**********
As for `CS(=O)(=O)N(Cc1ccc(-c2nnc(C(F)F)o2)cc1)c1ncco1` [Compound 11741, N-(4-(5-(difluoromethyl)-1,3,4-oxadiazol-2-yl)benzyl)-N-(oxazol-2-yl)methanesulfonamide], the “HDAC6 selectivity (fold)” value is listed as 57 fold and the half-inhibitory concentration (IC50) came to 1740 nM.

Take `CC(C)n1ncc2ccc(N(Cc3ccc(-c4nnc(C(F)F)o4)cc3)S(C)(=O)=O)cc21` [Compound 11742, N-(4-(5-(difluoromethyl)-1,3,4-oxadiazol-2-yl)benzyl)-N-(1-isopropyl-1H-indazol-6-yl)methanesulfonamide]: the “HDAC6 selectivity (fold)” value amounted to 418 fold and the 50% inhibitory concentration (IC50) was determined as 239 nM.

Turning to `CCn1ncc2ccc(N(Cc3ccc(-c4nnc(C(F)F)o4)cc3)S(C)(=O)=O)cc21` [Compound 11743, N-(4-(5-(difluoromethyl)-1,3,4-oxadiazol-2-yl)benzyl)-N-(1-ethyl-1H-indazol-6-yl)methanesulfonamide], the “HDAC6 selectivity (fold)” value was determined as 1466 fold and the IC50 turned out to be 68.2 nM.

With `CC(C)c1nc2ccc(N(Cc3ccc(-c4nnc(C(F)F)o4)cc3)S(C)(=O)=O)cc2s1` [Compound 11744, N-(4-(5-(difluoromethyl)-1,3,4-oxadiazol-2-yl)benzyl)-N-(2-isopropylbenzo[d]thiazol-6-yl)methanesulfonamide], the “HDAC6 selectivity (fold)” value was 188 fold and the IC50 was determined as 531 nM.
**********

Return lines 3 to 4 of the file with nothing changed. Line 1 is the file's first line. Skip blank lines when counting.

Turning to `CCn1ncc2ccc(N(Cc3ccc(-c4nnc(C(F)F)o4)cc3)S(C)(=O)=O)cc21` [Compound 11743, N-(4-(5-(difluoromethyl)-1,3,4-oxadiazol-2-yl)benzyl)-N-(1-ethyl-1H-indazol-6-yl)methanesulfonamide], the “HDAC6 selectivity (fold)” value was determined as 1466 fold and the IC50 turned out to be 68.2 nM.

With `CC(C)c1nc2ccc(N(Cc3ccc(-c4nnc(C(F)F)o4)cc3)S(C)(=O)=O)cc2s1` [Compound 11744, N-(4-(5-(difluoromethyl)-1,3,4-oxadiazol-2-yl)benzyl)-N-(2-isopropylbenzo[d]thiazol-6-yl)methanesulfonamide], the “HDAC6 selectivity (fold)” value was 188 fold and the IC50 was determined as 531 nM.